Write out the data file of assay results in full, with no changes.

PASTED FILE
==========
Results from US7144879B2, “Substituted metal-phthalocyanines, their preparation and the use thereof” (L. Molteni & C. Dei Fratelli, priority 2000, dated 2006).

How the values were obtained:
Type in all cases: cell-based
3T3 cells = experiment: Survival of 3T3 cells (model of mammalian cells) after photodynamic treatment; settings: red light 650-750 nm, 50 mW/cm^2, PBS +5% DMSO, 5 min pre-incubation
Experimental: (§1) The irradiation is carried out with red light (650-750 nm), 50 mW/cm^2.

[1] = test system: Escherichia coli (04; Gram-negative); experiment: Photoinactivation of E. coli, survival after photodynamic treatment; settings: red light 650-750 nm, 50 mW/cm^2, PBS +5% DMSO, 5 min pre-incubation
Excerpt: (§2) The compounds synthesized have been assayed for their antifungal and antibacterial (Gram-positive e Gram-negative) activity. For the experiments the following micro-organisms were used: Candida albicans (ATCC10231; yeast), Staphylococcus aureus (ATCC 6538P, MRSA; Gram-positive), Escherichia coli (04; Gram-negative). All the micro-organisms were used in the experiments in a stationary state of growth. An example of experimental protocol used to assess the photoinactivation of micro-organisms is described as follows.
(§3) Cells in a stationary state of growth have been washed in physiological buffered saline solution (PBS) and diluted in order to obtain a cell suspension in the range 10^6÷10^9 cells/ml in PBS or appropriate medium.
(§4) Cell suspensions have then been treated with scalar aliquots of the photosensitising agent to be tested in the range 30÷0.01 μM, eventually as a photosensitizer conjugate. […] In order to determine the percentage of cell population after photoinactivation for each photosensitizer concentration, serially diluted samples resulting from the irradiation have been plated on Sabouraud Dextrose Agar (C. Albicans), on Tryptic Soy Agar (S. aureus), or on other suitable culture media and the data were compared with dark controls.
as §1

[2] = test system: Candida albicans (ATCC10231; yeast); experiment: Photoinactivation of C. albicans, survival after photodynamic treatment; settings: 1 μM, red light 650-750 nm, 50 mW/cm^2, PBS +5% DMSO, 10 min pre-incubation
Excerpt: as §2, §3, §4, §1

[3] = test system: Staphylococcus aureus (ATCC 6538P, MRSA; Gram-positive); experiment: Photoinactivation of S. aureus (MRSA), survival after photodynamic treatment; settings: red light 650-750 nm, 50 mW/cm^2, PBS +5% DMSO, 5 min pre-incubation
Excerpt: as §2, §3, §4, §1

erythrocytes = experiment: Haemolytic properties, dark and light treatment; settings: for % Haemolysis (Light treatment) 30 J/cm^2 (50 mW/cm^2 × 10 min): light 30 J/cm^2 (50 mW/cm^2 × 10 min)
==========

Results from US7144879B2, “Substituted metal-phthalocyanines, their preparation and the use thereof” (L. Molteni & C. Dei Fratelli, priority 2000, dated 2006).

How the values were obtained:
Type in all cases: cell-based
3T3 cells = experiment: Survival of 3T3 cells (model of mammalian cells) after photodynamic treatment; settings: red light 650-750 nm, 50 mW/cm^2, PBS +5% DMSO, 5 min pre-incubation
Experimental: (§1) The irradiation is carried out with red light (650-750 nm), 50 mW/cm^2.

[1] = test system: Escherichia coli (04; Gram-negative); experiment: Photoinactivation of E. coli, survival after photodynamic treatment; settings: red light 650-750 nm, 50 mW/cm^2, PBS +5% DMSO, 5 min pre-incubation
Excerpt: (§2) The compounds synthesized have been assayed for their antifungal and antibacterial (Gram-positive e Gram-negative) activity. For the experiments the following micro-organisms were used: Candida albicans (ATCC10231; yeast), Staphylococcus aureus (ATCC 6538P, MRSA; Gram-positive), Escherichia coli (04; Gram-negative). All the micro-organisms were used in the experiments in a stationary state of growth. An example of experimental protocol used to assess the photoinactivation of micro-organisms is described as follows.
(§3) Cells in a stationary state of growth have been washed in physiological buffered saline solution (PBS) and diluted in order to obtain a cell suspension in the range 10^6÷10^9 cells/ml in PBS or appropriate medium.
(§4) Cell suspensions have then been treated with scalar aliquots of the photosensitising agent to be tested in the range 30÷0.01 μM, eventually as a photosensitizer conjugate. […] In order to determine the percentage of cell population after photoinactivation for each photosensitizer concentration, serially diluted samples resulting from the irradiation have been plated on Sabouraud Dextrose Agar (C. Albicans), on Tryptic Soy Agar (S. aureus), or on other suitable culture media and the data were compared with dark controls.
as §1

[2] = test system: Candida albicans (ATCC10231; yeast); experiment: Photoinactivation of C. albicans, survival after photodynamic treatment; settings: 1 μM, red light 650-750 nm, 50 mW/cm^2, PBS +5% DMSO, 10 min pre-incubation
Excerpt: as §2, §3, §4, §1

[3] = test system: Staphylococcus aureus (ATCC 6538P, MRSA; Gram-positive); experiment: Photoinactivation of S. aureus (MRSA), survival after photodynamic treatment; settings: red light 650-750 nm, 50 mW/cm^2, PBS +5% DMSO, 5 min pre-incubation
Excerpt: as §2, §3, §4, §1

erythrocytes = experiment: Haemolytic properties, dark and light treatment; settings: for % Haemolysis (Light treatment) 30 J/cm^2 (50 mW/cm^2 × 10 min): light 30 J/cm^2 (50 mW/cm^2 × 10 min)